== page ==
As red tide threatens the Gulf Coast economy, it’s also bringing political foes together. Look to a town hall event held in Sarasota by state Reps. Joe Gruters, a Republican, and Margaret Good, a Democrat.
“Environmental crises don’t know it’s election season,” said Good, “and you don’t stop being an elected representative just because you are campaigning.”
The two Sarasota lawmakers hosted their event at Suncoast Technical College and heard from about 150 constituents about specific needs in the wake of algal blooms.
“We have to shine a spotlight on this issue and how people are dealing with it,” Gruters said. “It’s a financial crisis. Our economy here is still largely based on tourism.”
Harmful algal blooms for weeks have caused no-swim orders and shut down beachfront restaurants along much of the coast, and also present a health risk as toxins release into the air.
Good says the Florida Legislature needs to help businesses and residents impacted short term by red tide, but also to solve long-term environmental problems. She’s championed using money more responsibly that should be earmarked for environmentally sensitive land acquisition.
“Land is a natural filter for our water supply,” she said. She also wants to stop fertilizer runoff that feeds algal blooms with nutrients.
Gruters said it’s important for industries contributing pollutants to bear some cost for fixing the problem, but noted many pollutants contribute to red tide. He says one of his top legislative priorities will be pushing limitations on the amount of new growth in Florida using septic tanks instead of hooking into sewer systems.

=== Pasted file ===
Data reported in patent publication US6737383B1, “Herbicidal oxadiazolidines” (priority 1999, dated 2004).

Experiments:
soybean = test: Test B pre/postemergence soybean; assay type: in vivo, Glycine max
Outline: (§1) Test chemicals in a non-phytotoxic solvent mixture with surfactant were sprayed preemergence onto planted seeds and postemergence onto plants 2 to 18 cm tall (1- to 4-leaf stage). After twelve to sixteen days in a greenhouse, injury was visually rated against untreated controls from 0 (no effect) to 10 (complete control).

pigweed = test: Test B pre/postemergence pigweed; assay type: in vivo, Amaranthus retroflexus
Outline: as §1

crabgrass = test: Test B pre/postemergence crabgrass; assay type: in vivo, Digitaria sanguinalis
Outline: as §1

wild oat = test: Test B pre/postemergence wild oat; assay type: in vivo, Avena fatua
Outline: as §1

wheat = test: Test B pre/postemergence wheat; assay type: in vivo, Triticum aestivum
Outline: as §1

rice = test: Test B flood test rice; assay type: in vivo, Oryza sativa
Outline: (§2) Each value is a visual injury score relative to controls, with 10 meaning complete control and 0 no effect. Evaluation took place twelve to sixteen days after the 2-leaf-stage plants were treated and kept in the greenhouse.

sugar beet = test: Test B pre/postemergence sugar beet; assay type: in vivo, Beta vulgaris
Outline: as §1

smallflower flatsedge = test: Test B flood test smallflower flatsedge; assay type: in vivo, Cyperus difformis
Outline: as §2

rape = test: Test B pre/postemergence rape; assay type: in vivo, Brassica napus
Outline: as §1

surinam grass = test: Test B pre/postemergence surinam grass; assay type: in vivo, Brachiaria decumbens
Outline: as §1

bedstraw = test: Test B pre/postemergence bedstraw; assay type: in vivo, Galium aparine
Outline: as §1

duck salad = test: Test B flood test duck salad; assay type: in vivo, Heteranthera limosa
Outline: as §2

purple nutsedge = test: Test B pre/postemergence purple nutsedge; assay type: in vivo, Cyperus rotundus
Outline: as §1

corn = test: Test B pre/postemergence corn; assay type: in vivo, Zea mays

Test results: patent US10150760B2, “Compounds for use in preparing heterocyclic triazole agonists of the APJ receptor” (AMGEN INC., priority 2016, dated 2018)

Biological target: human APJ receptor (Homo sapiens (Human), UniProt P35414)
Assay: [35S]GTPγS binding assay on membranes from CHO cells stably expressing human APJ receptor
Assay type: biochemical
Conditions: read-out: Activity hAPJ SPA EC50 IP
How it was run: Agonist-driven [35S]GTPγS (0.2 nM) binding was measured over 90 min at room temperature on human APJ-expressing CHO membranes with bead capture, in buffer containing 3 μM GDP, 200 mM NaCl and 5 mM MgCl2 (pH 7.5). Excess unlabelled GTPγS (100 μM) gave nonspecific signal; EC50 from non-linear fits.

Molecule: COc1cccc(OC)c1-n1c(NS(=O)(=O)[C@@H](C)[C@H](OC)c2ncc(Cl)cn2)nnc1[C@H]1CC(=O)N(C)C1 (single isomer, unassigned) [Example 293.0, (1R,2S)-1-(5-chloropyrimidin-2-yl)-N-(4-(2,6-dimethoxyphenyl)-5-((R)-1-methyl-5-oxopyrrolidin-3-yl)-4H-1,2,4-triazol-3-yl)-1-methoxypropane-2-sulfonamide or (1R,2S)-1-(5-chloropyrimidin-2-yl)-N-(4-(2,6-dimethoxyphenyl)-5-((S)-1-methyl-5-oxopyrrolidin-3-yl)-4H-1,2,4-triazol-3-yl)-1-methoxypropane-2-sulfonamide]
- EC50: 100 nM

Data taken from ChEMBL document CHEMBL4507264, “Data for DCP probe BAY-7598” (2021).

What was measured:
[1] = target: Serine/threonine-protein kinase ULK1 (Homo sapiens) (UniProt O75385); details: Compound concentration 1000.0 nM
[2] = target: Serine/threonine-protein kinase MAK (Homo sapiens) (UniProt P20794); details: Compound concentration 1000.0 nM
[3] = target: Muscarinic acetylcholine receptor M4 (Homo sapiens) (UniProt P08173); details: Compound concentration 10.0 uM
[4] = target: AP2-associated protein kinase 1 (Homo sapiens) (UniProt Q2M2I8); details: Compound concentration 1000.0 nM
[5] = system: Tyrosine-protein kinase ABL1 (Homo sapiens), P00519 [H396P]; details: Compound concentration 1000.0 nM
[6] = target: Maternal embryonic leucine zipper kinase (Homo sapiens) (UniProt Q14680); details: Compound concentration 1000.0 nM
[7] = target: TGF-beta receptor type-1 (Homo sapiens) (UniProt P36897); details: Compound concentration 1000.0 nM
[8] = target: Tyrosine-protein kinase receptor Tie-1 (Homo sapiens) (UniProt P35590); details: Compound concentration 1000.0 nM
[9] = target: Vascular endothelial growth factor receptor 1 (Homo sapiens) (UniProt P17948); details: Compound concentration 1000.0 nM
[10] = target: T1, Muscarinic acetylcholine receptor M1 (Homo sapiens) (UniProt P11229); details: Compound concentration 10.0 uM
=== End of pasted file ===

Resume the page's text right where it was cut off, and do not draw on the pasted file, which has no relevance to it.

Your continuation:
“My position is everybody who moves to Florida is to blame,” he says.
He wants solutions presented in Tallahassee to be led by scientific input, and he plans to fight for better funding for Mote Marine Laboratory to study the issue.
As for the bipartisan nature of the event, Gruters said having a Republican and Democrat working together helped diffuse potential blame game scenarios.
Of course, Gruters and Good aren’t just any rank Democrat and Republican.
Good surprised the national political world in February by winning a special election in a district won by Donald Trump in 2016. She’s facing re-election in November for a seat Republicans badly want back, and will likely face former Republican state Rep. Ray Pilon in November in District 72.
As for Gruters, he’s chairman of the Republican Party of Sarasota, and co-chaired Trump’s presidential campaign in Florida. He’s looking to move to state Senate in 2016 representing District 23, but has to defeat Democrat Faith Olivia Babis.
But water is thicker than politics.
“The town hall was about moving forward and working together as a community,” Good said. “I’m working across the aisle and with local and state leaders and associations, anyone who wants to be a part of the solution. Joe reached out to me and said he wanted to be a part of the solution.”
Gruters said as the political season heats up, he’s sure he and Good will play their partisan parts. But in their public service, they have to work together toward solutions.
“Margaret Good and I have a mutual respect for each other,” he said. “When there are issues where we can fight together, we don’t talk about our races. Just about how we can make our community and state better.”